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Abstract Following the financial crisis that broke in the US and other Western economies in late 2008, there is now serious concern about its impact on the developing countries including Pakistan. No doubt about that there are particular countries that will be adversely affected, there will also be countries that may be less affected, may avoid recession, and may recover sooner than expected. Although current Pakistan’s Economics downturn has been caused due to its internal economic problems instead of global financial crisis but its economy may suffer as the global financial crisis prolong. This paper discusses the global financial crisis, reasons of Pakistan’s economic meltdown and foreseeable impact of this crisis on Pakistan’s economy. Finally, some options available to Pakistan for minimizing the impact of the crisis have been discussed. The crisis accentuates the urgent need for accelerating financial development, both through domestic financial deepening, domestic resource mobilization. Keywords: financial crisis, developing countries, development finance, financial Development 1. Introduction Indeed, the crisis that by October 2008 had erased around US$25 trillion from the value of stock markets seems largely to have been unexpected.[1] Partly this was because it came on the heels of a seven-year period of high growth and originated in the USA; many had expected a global slowdown to start in the emerging markets Both the initial destruction of financial wealth as well as the psychological shock of seeing many elite Wall Street firms on their knees, prompted numerous commentators to initially raise the spectre of the great depression. Although not the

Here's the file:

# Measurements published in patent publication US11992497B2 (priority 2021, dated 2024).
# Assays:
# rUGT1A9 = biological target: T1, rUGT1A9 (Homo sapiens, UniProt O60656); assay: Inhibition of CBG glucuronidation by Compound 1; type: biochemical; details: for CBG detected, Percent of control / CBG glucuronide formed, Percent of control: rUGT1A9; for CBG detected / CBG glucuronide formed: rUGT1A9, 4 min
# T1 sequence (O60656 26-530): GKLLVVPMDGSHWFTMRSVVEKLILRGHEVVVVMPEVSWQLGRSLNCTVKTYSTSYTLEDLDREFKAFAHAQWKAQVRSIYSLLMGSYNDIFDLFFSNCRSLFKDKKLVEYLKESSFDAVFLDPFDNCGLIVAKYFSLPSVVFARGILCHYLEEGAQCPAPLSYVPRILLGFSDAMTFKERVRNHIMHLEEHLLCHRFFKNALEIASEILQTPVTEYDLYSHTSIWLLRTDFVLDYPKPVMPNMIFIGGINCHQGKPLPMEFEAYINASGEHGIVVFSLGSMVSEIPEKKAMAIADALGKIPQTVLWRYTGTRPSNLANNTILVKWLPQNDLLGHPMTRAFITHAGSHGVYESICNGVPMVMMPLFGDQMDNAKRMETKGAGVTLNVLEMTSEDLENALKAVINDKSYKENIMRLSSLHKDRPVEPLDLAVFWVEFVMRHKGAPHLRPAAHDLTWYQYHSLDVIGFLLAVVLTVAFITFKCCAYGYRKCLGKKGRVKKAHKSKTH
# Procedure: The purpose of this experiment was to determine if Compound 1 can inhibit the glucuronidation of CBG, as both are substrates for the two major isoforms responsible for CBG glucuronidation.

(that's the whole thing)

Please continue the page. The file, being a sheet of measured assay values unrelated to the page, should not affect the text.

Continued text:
great depression, it is indeed true that the world is staggering from financial to economic crisis as the US, EU, Japan and other high-income economies entered the recession at the end of 2008. Having decimated Wall Street and then crippled Main Street, the financial crisis seems like a hurricane about to sweep across the developing world. Pakistan has undergone economic crisis during year 2008. Macroeconomics indicators are not presenting a pleasant picture of the economy. Inflation has reached as high as 25.0%, foreign investments have decreased. Foreign exchange reserves decreased to 4.5billions, equivalent to about six weeks of imports meanwhile value of rupee falls. Pakistan is facing economic crisis during that time when world is also facing global crisis. Apparently it seems that Pakistan’s economic crisis is due to the global financial crisis because the timings of the two crises are same. But it is not any logic to draw conclusion. What are the reasons behind current Pakistan economic crisis? Whether the global financial crisis has its impact or not? How the possible impact of global crisis can be minimized? These are the questions which motivated to make an investigation. This paper is an attempt to answer the questions This paper investigates the consequences of the 2008 financial crisis on the Pakistan. It is structured as follows. Section 2 provides a brief outline of the causes of the crisis. This is the necessary background for understanding the likely impact and the required responses. The remainder of the paper examines the likely magnitude and duration of the crisis. Section3 discusses those major factors which lead Pakistan towards current economic meltdown. Section 4 identifies the channels through which it will exert its impact on Pakistan. In this regard the main conclusion is more optimistic of the prospects faced by the developing world including Pakistan, although at the time of writing, many uncertainties remain. Section 5 discusses the options for Pakistan to minimize the impact of the crisis, arguing that the crisis makes it imperative to accelerate financial development in developing countries including Pakistan through both domestic financial deepening and reform of the international financial system. 2. Global Financial Crisis - A brief overview